comparative anatomy

Book review – The Art and Science of the Crystal Palace Dinosaurs

8-minute read

The Crystal Palace Dinosaurs are probably one of London’s better-kept secrets. This unlikely collection of life-size outdoor sculptures of some 30 prehistoric creatures—including dinosaurs, marine reptiles, and extinct mammals—has survived in the city’s southeast for almost 170 years. They have been lampooned for being terribly outdated in light of what we know today. But that does them no justice. In this gorgeously illustrated book, palaeontologist and palaeoartist Mark Witton has teamed up with Ellinor Michel, an evolutionary biologist and chair and co-founder of the Friends of the Crystal Palace Dinosaurs charity. Together, they chart the full story of the inception, planning, construction, reception, and survival of the sculptures. Foremost, it shows how cutting-edge they were back then, why they still matter today, and why they need our help.

The Art and Science of the Crystal Palace Dinosaurs (more…)

Book review – Drawing and Painting Dinosaurs: Using Art and Science to Bring the Past to Life

7-minute read

Though I could not paint or draw a dinosaur if my life depended on it, I never tire of reading about palaeoart. What a treat, then, that Crowood Press revisits this subject with this book by US palaeoartist Emily Willoughby. Very much a resource for those already familiar with basic art techniques, it counsels the reader on what goes into making believable and memorable palaeoart. Featuring foremost Willoughby’s favourite subject, feathered dinosaurs, the book also doubles up as a beautiful portfolio of her artwork, showcasing her mastery of a wide range of media.

Drawing and Painting Dinosaurs (more…)

Book review – The Story of Evolution in 25 Discoveries: The Evidence and the People Who Found It

6-minute read

After three previous books in this format on fossils, rocks, and dinosaurs, geologist and palaeontologist Donald R. Prothero here tackles the story of evolution in 25 notable discoveries. More so than the previous trio, this book tries to be a servant to two masters, resulting in a mixed bag.

The Story of Evolution in 25 Discoveries slanted (more…)

Book review – New World Monkeys: The Evolutionary Odyssey

6-minute read

When I recently reviewed The Real Planet of the Apes, I casually wrote how that book dealt with the evolution of Old Work monkeys and apes, ignoring New World monkeys which went off on their own evolutionary experiment in South America. But that did leave me wondering. Those New World monkeys, what did they get up to then? Here, primatologist Alfred L. Rosenberger provides a comprehensive and incredibly accessible book that showed these monkeys to be far more fascinating than I imagined.

New World Monkeys (more…)

Book review – Fossil Men: The Quest for the Oldest Skeleton and the Origins of Humankind

6-minute read

When thinking of human ancestors, the name “Lucy” will likely come to mind. But a dedicated team of scientists spent decades labouring on the discovery of a species more than a million years older still, at 4.4 million years of age. Nicknamed “Ardi” and classified as Ardipithecus ramidus, it was finally revealed to the world in 2009. For a full decade, journalist Kermit Pattison immersed himself in the story of Ardi’s discovery to bring to life both the science and the scientists. The resulting Fossil Men is an incredibly well-researched book that tells the definitive insider’s story of how one of the most divisive fossils in palaeoanthropology was discovered by one of its most divisive characters: Tim White.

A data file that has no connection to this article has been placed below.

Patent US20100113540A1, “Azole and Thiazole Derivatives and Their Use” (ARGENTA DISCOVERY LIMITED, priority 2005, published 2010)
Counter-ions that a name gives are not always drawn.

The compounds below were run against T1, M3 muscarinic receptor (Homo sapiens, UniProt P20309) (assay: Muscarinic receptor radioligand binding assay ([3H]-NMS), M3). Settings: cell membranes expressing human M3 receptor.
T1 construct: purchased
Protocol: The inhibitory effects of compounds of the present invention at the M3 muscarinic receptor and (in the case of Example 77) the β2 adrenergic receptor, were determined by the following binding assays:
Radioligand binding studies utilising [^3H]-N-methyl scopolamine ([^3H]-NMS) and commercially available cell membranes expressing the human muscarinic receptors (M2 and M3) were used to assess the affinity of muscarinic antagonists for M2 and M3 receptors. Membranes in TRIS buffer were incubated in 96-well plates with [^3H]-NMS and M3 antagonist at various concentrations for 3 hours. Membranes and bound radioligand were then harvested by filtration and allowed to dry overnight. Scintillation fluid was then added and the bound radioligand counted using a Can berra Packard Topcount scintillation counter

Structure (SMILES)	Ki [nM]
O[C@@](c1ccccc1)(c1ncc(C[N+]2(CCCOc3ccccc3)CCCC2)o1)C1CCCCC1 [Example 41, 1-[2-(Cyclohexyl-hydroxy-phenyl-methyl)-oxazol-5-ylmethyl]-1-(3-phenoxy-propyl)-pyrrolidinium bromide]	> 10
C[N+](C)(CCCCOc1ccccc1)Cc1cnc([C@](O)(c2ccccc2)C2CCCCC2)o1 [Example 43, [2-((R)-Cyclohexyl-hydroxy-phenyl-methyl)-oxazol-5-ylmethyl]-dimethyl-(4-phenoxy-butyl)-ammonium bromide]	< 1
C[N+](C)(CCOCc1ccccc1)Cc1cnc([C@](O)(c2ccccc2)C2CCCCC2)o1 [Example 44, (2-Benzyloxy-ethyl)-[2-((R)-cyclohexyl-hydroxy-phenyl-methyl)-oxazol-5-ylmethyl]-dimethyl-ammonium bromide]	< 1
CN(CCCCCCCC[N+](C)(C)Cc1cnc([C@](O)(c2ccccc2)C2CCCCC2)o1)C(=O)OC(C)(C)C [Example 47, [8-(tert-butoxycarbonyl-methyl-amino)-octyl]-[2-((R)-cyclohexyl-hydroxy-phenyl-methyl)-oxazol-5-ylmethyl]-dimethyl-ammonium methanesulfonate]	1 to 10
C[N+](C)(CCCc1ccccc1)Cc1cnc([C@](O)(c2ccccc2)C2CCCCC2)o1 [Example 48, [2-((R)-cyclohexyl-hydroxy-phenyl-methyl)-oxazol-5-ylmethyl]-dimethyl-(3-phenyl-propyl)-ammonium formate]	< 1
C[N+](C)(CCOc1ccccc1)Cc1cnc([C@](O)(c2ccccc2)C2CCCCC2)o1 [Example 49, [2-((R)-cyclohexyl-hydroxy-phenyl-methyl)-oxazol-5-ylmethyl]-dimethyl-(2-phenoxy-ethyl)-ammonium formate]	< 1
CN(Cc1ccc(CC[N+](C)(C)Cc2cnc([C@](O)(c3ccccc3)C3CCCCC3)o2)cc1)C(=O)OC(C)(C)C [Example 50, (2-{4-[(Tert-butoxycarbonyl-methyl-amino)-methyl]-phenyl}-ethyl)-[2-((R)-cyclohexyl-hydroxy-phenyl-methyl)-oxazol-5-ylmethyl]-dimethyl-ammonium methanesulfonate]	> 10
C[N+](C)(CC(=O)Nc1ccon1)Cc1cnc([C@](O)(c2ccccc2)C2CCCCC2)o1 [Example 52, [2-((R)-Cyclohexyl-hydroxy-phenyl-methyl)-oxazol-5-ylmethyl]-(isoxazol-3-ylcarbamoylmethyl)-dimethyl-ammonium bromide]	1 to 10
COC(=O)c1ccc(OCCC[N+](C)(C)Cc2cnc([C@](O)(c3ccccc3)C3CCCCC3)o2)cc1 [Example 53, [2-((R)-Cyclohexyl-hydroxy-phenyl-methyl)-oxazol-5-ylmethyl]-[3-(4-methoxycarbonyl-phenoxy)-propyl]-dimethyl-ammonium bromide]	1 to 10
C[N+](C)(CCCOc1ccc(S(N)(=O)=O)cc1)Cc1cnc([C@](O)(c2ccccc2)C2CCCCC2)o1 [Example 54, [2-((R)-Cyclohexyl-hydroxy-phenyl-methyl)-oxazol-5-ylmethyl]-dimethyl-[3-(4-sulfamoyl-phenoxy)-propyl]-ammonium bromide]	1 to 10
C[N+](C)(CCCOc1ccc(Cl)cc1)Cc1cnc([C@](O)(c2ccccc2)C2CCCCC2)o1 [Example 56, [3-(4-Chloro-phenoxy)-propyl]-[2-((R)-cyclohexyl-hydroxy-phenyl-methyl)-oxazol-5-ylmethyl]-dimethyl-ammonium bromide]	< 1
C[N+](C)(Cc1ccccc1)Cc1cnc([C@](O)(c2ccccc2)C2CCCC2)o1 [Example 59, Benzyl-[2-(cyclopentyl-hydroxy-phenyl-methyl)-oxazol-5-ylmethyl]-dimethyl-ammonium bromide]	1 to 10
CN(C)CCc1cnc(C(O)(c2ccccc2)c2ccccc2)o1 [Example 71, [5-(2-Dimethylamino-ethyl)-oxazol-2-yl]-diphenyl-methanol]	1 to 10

Fossil Men slanted (more…)

Book review – The Real Planet of the Apes: A New Story of Human Origins

7-minute read

The history of human evolution has become firmly wedded to the Out of Africa hypothesis: the idea that we evolved in Africa and from there spread around the world. Back in 2015, palaeoanthropologist David R. Begun gave the proverbial tree of life a firm shake with The Real Planet of the Apes, making the case that the picture is a bit more complicated than that. Providing an incredibly well-written overview of the deep evolutionary history of great apes and humans, an interesting picture emerges of species moving into and out of Africa over time. Some reviewers hailed it as provocative—but is it really?

The Real Planet of the Apes (more…)

Book review – Skeleton Keys: The Secret Life of Bone

From Skeletor to the Danse Macabre, from Army of Darkness to ossuaries and holy relics – despite being largely hidden in life, skeletons are some of the most recognizable structures that nature has produced. Science writer Brian Switek has written a sizzling little book with Skeleton Keys* that delves into both the biological and cultural significance of human bones, showing them to be more than just a powerful reminder of death and mortality.

Skeleton Keys (more…)

Book review – The Art of Animal Anatomy: All Life is Here, Dissected and Depicted

Animal anatomy has fascinated artists and scientists for millennia, resulting in a treasure trove of striking images. Veterinary anatomist David Bainbridge here takes on the brave task of curating a birds-eye-view of anatomical artwork that simultaneously delights, educates, and (for some perhaps) horrifies.

The Art of Animal Anatomy (more…)